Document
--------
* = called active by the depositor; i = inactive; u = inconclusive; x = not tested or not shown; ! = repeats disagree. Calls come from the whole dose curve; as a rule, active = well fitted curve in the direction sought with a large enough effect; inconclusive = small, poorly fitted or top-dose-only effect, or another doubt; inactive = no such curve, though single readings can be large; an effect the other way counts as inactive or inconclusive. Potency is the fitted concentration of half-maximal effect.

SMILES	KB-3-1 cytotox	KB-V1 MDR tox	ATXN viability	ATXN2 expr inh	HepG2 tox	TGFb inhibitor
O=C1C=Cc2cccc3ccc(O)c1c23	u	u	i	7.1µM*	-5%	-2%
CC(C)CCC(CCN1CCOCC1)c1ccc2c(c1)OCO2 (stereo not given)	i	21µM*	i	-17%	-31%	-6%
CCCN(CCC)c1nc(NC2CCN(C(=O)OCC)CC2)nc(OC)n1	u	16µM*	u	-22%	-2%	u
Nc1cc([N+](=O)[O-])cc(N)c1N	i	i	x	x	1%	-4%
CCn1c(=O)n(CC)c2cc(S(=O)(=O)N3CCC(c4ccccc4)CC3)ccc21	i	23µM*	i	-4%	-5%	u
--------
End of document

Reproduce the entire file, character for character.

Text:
* = called active by the depositor; i = inactive; u = inconclusive; x = not tested or not shown; ! = repeats disagree. Calls come from the whole dose curve; as a rule, active = well fitted curve in the direction sought with a large enough effect; inconclusive = small, poorly fitted or top-dose-only effect, or another doubt; inactive = no such curve, though single readings can be large; an effect the other way counts as inactive or inconclusive. Potency is the fitted concentration of half-maximal effect.

SMILES	KB-3-1 cytotox	KB-V1 MDR tox	ATXN viability	ATXN2 expr inh	HepG2 tox	TGFb inhibitor
O=C1C=Cc2cccc3ccc(O)c1c23	u	u	i	7.1µM*	-5%	-2%
CC(C)CCC(CCN1CCOCC1)c1ccc2c(c1)OCO2 (stereo not given)	i	21µM*	i	-17%	-31%	-6%
CCCN(CCC)c1nc(NC2CCN(C(=O)OCC)CC2)nc(OC)n1	u	16µM*	u	-22%	-2%	u
Nc1cc([N+](=O)[O-])cc(N)c1N	i	i	x	x	1%	-4%
CCn1c(=O)n(CC)c2cc(S(=O)(=O)N3CCC(c4ccccc4)CC3)ccc21	i	23µM*	i	-4%	-5%	u